Optimising methods for monitoring programs: Olympic marmots as a case study

Julia Witczuk, Stanislaw Pagacz, L. Scott Mills

Research output: Contribution to journalArticlepeer-review

5 Scopus citations


Monitoring of rare and declining species is one of the most important tasks of wildlife managers. Here we present a large-scale, long-term monitoring program for Olympic marmot (Marmota olympus) throughout its range across a logistically challenging mountainous park. Our multiple-stage process of survey design accounts for the difficulty imposed by access to remote habitats and funding constraints. The Olympic marmot is endemic to the Olympic Mountains, Washington State, USA. Although nearly all of its range is enclosed within Olympic National Park, declines and local extirpations of the species have been documented. We considered several possible alternative survey approaches, and propose a monitoring program designed to reflect extinction-recolonisation dynamics using presence-absence data. The sampling design is based on annual surveys of a set of at least 25 randomly selected clusters (closely located groups of sites with record of current or historical occupancy by marmots), and supplemented by sampling 15 never-occupied sites to test for new colonisations. The monitoring plan provides a framework that park managers can use for assessing changes over time in Olympic marmot distribution across the range of the species. Our sampling design may serve as a useful case study for establishing monitoring programs for other species with clumped distributions.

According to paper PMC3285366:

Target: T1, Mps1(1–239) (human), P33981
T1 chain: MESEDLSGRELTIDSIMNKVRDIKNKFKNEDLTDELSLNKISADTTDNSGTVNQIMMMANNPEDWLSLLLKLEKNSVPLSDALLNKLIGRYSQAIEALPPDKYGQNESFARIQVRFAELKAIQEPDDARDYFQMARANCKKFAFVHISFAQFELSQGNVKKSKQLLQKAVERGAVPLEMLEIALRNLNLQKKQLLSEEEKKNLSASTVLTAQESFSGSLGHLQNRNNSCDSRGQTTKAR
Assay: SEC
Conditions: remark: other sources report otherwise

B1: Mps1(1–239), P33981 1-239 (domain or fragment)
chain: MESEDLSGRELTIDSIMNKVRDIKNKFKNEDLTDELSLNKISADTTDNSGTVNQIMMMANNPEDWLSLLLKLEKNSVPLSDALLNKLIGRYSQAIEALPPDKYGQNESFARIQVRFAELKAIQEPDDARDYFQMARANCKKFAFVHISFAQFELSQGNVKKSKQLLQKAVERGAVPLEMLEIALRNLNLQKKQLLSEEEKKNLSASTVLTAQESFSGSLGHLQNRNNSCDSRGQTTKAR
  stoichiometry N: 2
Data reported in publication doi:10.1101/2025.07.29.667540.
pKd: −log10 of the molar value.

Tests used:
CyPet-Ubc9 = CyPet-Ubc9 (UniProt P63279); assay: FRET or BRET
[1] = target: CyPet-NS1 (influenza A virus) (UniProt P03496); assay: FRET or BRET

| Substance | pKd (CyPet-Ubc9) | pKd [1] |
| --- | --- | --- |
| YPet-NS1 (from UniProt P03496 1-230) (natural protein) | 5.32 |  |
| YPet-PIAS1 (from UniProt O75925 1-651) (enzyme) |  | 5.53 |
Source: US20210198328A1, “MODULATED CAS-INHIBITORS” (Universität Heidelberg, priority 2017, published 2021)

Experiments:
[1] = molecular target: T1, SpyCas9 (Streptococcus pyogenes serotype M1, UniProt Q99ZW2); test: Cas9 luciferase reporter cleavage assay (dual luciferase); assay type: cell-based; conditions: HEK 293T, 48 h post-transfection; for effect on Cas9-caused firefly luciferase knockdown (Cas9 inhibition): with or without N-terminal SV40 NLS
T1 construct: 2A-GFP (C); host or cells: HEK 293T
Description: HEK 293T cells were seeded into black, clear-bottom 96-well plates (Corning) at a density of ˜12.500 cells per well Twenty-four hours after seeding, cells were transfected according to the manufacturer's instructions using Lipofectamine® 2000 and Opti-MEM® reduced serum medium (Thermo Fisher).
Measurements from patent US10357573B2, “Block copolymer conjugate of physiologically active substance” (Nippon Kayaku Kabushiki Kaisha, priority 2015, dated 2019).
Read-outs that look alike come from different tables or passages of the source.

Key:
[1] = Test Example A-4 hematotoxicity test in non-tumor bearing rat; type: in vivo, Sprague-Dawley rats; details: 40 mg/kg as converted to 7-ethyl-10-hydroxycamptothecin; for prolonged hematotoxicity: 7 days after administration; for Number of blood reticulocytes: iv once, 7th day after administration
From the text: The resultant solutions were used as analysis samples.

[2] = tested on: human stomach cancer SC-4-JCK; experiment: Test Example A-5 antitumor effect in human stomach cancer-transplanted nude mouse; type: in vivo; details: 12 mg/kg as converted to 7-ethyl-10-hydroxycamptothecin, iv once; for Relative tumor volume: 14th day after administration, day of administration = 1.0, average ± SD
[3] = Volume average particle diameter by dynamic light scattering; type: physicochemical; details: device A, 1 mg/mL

Original languageEnglish
Pages (from-to)788-797
Number of pages10
JournalWildlife Research
Issue number8
StatePublished - 2008


  • Marmota olympus
  • Occupancy
  • Olympic National Park
  • Presence-absence


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